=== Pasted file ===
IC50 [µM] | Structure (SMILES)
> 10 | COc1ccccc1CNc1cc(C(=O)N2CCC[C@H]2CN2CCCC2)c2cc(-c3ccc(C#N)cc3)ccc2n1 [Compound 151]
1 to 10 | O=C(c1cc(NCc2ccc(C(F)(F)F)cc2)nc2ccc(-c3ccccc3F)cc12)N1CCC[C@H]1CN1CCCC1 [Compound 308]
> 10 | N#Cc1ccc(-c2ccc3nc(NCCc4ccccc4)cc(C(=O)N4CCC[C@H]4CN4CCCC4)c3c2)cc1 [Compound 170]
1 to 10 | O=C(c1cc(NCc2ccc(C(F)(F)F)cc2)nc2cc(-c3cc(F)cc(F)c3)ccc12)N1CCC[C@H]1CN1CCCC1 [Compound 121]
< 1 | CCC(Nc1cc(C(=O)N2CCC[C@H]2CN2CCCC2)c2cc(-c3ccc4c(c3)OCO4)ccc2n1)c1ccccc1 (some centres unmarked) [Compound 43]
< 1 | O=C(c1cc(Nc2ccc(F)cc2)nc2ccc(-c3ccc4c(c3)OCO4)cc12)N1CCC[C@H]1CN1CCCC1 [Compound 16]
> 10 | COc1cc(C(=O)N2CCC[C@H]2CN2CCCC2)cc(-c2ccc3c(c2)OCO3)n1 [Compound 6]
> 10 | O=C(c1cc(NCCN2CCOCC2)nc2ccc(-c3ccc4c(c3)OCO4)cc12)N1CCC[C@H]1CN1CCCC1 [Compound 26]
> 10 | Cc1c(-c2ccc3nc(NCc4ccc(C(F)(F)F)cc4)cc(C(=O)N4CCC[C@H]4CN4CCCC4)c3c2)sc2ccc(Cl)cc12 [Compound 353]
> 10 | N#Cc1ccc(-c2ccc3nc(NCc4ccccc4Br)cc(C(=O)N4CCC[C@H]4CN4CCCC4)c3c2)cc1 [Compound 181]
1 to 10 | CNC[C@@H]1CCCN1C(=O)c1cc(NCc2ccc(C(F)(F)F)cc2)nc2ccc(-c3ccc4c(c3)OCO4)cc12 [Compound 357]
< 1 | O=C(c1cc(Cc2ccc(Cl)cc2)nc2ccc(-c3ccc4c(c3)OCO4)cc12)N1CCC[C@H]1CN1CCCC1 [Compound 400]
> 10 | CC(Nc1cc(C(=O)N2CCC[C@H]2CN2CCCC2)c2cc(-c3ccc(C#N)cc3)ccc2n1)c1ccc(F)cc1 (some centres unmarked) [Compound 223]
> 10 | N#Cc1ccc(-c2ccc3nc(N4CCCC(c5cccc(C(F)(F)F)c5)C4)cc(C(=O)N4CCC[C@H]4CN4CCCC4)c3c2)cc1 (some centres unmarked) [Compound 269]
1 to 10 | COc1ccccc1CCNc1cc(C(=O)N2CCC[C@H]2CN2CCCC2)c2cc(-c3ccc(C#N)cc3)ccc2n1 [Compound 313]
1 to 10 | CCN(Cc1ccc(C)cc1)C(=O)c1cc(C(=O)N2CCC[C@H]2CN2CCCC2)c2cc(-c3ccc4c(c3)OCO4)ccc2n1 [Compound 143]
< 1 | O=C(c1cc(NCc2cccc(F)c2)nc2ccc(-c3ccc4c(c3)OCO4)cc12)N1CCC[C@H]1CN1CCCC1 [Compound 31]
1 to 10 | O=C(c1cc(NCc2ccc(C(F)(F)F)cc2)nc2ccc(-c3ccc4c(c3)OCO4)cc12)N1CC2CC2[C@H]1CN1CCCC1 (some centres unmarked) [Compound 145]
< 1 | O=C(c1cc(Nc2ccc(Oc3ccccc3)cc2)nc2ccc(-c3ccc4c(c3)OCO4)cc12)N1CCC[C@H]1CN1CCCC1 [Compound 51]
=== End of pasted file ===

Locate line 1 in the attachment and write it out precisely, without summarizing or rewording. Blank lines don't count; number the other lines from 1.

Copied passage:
IC50 [µM] | Structure (SMILES)